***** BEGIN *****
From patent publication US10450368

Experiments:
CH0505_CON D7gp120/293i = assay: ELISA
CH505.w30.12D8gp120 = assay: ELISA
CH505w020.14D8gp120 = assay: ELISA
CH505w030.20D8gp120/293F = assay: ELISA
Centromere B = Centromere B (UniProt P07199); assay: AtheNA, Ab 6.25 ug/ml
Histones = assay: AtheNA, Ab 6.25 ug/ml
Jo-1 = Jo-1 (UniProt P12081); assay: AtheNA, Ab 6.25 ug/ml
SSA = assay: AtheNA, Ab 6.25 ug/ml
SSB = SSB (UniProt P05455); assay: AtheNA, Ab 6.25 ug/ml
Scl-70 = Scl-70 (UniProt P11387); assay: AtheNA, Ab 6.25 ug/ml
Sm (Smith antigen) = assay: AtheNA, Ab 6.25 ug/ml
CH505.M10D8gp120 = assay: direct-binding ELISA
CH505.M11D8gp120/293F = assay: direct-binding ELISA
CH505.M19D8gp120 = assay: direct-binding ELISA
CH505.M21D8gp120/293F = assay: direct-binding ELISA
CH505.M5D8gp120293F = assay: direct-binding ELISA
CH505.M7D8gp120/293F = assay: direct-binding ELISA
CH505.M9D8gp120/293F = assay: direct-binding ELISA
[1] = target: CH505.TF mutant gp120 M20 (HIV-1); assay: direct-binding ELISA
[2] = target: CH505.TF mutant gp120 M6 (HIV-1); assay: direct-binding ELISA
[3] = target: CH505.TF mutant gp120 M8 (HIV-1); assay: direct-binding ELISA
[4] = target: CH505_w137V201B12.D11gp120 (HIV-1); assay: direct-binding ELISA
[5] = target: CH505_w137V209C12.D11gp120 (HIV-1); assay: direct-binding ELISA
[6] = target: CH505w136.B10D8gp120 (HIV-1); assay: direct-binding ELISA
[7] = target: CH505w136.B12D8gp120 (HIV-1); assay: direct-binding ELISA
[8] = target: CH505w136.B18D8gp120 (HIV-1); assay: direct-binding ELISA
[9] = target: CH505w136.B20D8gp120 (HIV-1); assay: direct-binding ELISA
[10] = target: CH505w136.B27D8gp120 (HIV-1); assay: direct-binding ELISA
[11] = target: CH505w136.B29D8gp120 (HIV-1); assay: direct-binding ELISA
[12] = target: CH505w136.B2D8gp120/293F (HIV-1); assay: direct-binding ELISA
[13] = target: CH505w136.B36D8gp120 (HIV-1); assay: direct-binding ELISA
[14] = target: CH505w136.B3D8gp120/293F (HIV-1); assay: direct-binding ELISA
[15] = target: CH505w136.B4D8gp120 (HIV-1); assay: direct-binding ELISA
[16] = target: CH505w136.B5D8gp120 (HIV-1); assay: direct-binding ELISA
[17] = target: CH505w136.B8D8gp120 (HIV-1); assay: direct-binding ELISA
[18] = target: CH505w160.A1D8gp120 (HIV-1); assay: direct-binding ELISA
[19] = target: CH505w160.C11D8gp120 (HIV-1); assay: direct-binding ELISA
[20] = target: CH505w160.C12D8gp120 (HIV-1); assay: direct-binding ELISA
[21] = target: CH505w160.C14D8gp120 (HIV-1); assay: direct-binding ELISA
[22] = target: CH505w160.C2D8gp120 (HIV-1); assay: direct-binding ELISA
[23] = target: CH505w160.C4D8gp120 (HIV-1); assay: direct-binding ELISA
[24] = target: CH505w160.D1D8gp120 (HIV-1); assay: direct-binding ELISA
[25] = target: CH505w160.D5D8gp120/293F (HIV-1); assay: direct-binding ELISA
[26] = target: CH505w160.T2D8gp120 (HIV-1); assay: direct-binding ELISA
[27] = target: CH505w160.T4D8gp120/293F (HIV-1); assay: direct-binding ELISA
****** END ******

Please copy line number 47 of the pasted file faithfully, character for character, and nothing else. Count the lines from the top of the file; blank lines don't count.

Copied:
[27] = target: CH505w160.T4D8gp120/293F (HIV-1); assay: direct-binding ELISA